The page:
This Japanese Kutani 九谷焼 moriage decorated porcelain ornament or statue is made in the motif of Fukurokuju 福禄寿 the God of Happiness. He is sure to put a small on anyone's face. He is highly decorated and the moriage is extremely colorful with lots of gold. This Kutani ornament is only the second one like this so bright and colorful that we have seen making me think he is probably made in the late 20th century. He is highly decorated with overglaze enamels and highly glazed. He is quite detailed and just gorgeous. His eyes are smiling back at you. If you look closely, the potter even gave him so zits on this big bald head. That is one thing I most love and appreciate about Japan is the sense of humor. Glad I learned how to have one of those early in life. He is holding his staff, and his long white beard is quite fine with beautiful white glazed hair. He is at least 20 years old, per my inquiry to the seller but they were not sure of exact age. Very very colorful. He is in excellent condition with no cracks or chips and virtually no surface wear. Signed on the bottom with the traditional mark of Kutani. This would make a great gift for someone that needs some happy in their life.
SIZE: Height 6 7/8 inches or 17.46 cm, Width 4 1/2 inches or 11.43 cm, Depth 4 1/2 inches or 11.43 cm Pre-packed weight 1 lbs 12 oz
Please see the pictures and ask any questions. We are non-house smokers and do not smoke around our wares and our very careful with them to have clean hands and in the packing. We have noticed smells from items received recently, again please let us know if you have any questions. This one has no smells, this is from a well- known and honest, quality antiques dealer's piece.
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In Japan, Fukurokuju 福禄寿 from Japanese fuku, ‘happiness’; roku, ‘wealth’; and ju, ‘longevity’ is one of the Seven Lucky Gods in Japanese mythology. It is said that during his human incarnation, he was a sennin; a philosopher who could exist without eating food. Fukurokuju probably originated from an old Chinese tale about a mythical Chinese Taoist hermit sage renowned for performing miracles in the Northern Song period 960 and 1279. In China, this hermit also known as Jurōjin was thought to embody the celestial powers of the south polar star. Fukurokuju was not always included in the earliest representations of the seven in Japan. He is now, however, an established member of the Seven Lucky Gods.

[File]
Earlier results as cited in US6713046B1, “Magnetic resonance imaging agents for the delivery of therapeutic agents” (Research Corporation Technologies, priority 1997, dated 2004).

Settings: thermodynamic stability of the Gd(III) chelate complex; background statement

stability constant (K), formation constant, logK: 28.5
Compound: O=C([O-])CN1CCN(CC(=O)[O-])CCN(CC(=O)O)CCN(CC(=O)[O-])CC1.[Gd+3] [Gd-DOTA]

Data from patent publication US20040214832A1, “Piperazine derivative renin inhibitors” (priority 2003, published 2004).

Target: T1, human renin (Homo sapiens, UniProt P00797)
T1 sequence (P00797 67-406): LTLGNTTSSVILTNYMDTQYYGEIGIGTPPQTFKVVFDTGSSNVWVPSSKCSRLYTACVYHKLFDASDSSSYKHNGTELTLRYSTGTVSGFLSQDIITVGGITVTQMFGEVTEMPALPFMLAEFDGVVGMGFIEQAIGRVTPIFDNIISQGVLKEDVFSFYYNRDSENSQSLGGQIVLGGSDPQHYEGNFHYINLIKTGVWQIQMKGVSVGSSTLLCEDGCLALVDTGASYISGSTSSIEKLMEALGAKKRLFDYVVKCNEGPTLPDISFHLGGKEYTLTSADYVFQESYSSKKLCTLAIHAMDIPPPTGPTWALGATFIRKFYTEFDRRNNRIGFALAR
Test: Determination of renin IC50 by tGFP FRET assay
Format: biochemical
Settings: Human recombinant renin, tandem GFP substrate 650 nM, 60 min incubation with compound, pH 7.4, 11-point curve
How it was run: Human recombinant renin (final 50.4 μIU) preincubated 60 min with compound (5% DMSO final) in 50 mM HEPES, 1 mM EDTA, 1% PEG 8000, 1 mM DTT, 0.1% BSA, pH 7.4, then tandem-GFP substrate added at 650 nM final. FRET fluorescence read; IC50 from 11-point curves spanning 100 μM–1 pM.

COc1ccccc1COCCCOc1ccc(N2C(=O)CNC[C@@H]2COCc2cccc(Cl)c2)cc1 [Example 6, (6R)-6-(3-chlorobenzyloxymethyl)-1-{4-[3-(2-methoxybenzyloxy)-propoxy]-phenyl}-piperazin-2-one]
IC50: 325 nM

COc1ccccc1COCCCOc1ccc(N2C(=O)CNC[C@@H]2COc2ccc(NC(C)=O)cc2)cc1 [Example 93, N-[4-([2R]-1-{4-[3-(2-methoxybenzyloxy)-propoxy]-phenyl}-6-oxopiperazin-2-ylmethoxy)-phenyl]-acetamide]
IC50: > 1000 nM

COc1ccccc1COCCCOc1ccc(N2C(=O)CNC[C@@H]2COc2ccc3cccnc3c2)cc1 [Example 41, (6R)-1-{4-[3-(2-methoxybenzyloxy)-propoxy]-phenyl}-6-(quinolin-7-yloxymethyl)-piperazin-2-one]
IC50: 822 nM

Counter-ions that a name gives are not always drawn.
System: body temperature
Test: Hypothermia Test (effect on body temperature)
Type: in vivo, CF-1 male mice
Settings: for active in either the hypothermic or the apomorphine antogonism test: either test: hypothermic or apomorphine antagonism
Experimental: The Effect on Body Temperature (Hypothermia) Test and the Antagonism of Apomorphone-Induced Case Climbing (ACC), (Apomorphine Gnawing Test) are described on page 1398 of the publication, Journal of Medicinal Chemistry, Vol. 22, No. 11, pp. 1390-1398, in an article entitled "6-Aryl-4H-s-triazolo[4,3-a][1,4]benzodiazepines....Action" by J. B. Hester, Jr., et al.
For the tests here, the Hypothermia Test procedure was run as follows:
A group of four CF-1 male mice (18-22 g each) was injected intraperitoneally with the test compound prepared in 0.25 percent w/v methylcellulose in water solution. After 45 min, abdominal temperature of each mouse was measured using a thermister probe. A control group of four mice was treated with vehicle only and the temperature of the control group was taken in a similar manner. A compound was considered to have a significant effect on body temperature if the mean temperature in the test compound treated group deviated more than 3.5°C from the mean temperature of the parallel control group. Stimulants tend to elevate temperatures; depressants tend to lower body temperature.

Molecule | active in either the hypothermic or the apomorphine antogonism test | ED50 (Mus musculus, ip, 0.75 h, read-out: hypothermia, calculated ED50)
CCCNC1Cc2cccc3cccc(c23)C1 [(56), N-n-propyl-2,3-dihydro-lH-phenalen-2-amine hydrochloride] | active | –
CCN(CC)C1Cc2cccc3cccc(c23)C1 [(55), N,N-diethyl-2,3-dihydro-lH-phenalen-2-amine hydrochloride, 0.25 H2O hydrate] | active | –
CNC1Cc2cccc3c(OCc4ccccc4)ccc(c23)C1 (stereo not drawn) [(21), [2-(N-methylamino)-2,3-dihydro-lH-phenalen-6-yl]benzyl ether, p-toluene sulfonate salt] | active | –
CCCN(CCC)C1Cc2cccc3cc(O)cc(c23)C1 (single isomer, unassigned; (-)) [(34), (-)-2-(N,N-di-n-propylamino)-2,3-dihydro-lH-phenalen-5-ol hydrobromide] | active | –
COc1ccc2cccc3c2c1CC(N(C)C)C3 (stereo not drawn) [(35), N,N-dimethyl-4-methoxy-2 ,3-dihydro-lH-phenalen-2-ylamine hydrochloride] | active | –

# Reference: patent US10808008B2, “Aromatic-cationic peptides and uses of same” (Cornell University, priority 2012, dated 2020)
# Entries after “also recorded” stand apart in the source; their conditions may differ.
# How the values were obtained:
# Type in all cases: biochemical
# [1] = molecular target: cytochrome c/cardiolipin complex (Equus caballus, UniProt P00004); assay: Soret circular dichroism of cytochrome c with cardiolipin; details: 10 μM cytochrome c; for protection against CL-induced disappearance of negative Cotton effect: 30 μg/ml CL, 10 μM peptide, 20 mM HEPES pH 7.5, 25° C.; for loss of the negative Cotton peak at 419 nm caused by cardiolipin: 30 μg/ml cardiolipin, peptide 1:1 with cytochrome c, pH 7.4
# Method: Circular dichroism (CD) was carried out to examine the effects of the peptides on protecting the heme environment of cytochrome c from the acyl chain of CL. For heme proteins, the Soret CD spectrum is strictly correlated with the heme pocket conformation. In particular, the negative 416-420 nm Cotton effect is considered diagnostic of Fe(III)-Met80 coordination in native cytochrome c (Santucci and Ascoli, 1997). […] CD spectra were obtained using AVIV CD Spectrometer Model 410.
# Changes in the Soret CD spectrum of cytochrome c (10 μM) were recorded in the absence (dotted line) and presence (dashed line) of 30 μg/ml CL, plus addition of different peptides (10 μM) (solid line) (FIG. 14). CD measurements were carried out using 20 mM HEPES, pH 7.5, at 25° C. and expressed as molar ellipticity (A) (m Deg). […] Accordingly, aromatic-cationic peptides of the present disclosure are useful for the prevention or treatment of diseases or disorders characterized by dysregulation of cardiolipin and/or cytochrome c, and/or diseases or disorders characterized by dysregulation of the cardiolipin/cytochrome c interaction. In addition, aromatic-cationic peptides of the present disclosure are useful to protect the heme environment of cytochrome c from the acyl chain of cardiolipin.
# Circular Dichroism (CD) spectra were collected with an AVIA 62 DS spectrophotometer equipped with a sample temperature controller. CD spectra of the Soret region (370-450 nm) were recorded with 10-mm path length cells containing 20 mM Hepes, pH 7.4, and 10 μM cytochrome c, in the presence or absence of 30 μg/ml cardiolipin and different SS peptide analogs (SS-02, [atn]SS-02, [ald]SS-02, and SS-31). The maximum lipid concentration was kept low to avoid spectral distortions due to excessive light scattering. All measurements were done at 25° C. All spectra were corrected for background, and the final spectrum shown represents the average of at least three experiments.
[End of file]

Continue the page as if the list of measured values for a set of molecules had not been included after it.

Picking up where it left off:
He is sometimes confused with Jurōjin, another of the Several Gods of Fortune, who by some accounts is Fukurokuju's grandson and by other accounts inhabits the same body as Fukurokuju. As such, the two are often confused. Usually portrayed as bald with long whiskers, he is said to be an incarnation of the Southern Polestar. In many depictions, Fukurokuju has an abnormally high forehead. The sacred book tied to his staff either contains the lifespan of every person on earth or a magical scripture. He is accompanied by a crane and a turtle, which are considered to be symbols of longevity. He is also sometimes accompanied by a black deer ancient legends say a deer turns black if it is over 2000 years old. He is the only member of the Seven Lucky Gods credited with the ability to revive the dead. This information was exerpted from WIki.
Kutani ware 九谷焼
Kutani ware is Japanese porcelain made in Kaga province and now in Ishikawa prefecture. The name Old Kutani refers to porcelain decorated with heavily applied overglaze enamels and produced in the Kaga mountain village of Kutani. The Kutani family have run as a family business since the turn of the century, with many well-known potters in the family.
There is so much more information available on the internet about Kutani because it is so popular, I will leave one to their own browsing choices for Kutani information. See our Facebook page for some great videos of ancient Kutani items at the Kutani Museum by a well- known Kutani expert. There is also a great page regarding Kutani ware by the same gentleman, called The Kutani Ceramic website.
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